Poland’s central bank winds down 12-month tightening campaign with 25bp rise

Poland’s central bank winds down 12-month tightening campaign with 25bp rise
The National Bank of Poland increased its reference rate by only 25bp to 6.75%. / bne IntelliNews
By Wojciech Kosc in Warsaw September 8, 2022

The National Bank of Poland (NBP) increased its reference rate by only 25bp to 6.75% on September 7, as fears of recession begin to trump those of inflation.

The small scale of the hike, which was in line with market expectations, marks a possible end to the NBP’s year-long tightening campaign, aiming at bringing unbridled inflation under control via putting brakes on economic activity.

The real risk of recession seems to have been occupying the minds of policymakers more than inflation recently after growth halved in y/y terms in Q2, with the outlook now tilted increasingly towards at least a technical recession, analysts say.

“There was no new guidance in the communications in terms of the central bank’s next move, but with policymakers seemingly more concerned about the deteriorating economic outlook than sky-high inflation, we think this marks the end of the tightening cycle,” Capital Economics said in a comment. 

For its part, the NBP said that further decisions would “depend on incoming information regarding perspectives for inflation and economic activity, including the impact of the Russian military aggression against Ukraine on the Polish economy.”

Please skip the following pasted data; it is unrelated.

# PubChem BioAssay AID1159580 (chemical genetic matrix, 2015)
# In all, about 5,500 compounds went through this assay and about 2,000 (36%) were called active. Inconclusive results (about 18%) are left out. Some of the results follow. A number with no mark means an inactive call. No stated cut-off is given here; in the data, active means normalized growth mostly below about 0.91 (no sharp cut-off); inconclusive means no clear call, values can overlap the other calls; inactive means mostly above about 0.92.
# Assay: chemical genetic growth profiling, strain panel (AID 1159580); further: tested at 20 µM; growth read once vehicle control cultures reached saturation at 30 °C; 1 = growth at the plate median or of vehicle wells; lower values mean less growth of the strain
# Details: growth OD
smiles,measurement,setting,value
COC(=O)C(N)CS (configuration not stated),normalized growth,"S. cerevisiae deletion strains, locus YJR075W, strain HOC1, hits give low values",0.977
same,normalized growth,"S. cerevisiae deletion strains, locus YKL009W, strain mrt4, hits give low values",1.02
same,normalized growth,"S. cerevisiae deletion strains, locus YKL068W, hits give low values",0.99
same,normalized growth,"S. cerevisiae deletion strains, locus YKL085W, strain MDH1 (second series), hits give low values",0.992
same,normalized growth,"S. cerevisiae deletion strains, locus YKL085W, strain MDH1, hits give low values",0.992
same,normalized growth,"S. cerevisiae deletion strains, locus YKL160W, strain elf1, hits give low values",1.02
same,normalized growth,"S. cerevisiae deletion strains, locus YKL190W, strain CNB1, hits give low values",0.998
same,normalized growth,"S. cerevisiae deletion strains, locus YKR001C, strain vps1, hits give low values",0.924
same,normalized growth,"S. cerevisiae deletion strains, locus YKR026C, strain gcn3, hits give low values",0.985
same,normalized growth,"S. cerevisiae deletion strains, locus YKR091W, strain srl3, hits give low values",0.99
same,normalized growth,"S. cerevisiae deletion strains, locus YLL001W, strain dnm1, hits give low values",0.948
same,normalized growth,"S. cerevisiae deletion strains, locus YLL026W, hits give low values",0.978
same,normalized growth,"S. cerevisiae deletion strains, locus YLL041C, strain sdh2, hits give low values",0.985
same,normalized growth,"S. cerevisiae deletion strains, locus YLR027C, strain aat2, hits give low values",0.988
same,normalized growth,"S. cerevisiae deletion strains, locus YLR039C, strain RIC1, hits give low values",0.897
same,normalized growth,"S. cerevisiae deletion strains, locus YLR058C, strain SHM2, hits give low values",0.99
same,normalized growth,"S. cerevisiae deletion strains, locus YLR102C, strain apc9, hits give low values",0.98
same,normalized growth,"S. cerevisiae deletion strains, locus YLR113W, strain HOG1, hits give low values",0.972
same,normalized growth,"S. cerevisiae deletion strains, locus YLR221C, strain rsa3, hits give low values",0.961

The ongoing economic slowdown could eventually bring inflation down, albeit incrementally, over the next several months. There already are signs of core inflationary pressures easing, even as food and energy prices still pushed headline inflation up to 16.1% y/y in August.

That said, some analysts point to a rare set of circumstances – Russia’s war in Ukraine being a fundamental one – that could upend any projections as to inflation trajectory.

The NBP might be expressing hope that the economic slowdown will trounce inflation eventually – via weakening credit demand and Poles’ propensity to shop – but that alone may not be enough, ING writes.

“The energy shock is so powerful that companies will continue to pass costs onto product prices, even in times of economic downturn,” ING Bank Slaski’s chief economist Rafal Benecki wrote.

The analyst adds that the Polish government is also poised for a large budgetary expansion in 2023 in line with an EU-wide trend of the authorities striving to defy the effects of Putin’s gas war on Europe.

“This is a reasonable approach, but in Poland we already have a very expansive policy mix and the side costs in the form of persistently high inflation may be higher than in other countries,” Benecki said.

Such a scenario – which boils down to stagflation – is a solid premise to expect no more hikes, even if the NBP appears in no position to declare so verbatim, according to PKO BP.

“The MPC will maintain the data-driven mode,” PKO BP said in a comment, adding that further rate hikes could come if there is “a strong and permanent weakening of the zloty or a further heating of the labour market, symptoms of which we do not see so far.”

Oxford Economics said this week that nominal wage growth in Poland might stay strong, which could keep inflation higher for longer. This would keep assets under pressure and force the central bank to maintain a tight stance, or risk a weakening of the zloty or damage to economic competitiveness, hurting medium-term growth prospects. It says the central bank is currently "struggling to re-anchor inflationary expectations”.

If it halts further rate rises, the NBP would join Czechia’s central bank CNB in its dovish stance. The CNB kept its key interest rate unchanged at 7% in early August, making it the first bank in Emerging Europe to halt the tightening cycle.

In contrast to Poland and the Czech Republic, neighbouring Hungary’s central bank NMB delivered another solid hike – this time of 100bp - to bring its base rate to 11.75% in late August, continuing the bid to fight surging inflation, which could hit 20% at the end of the year.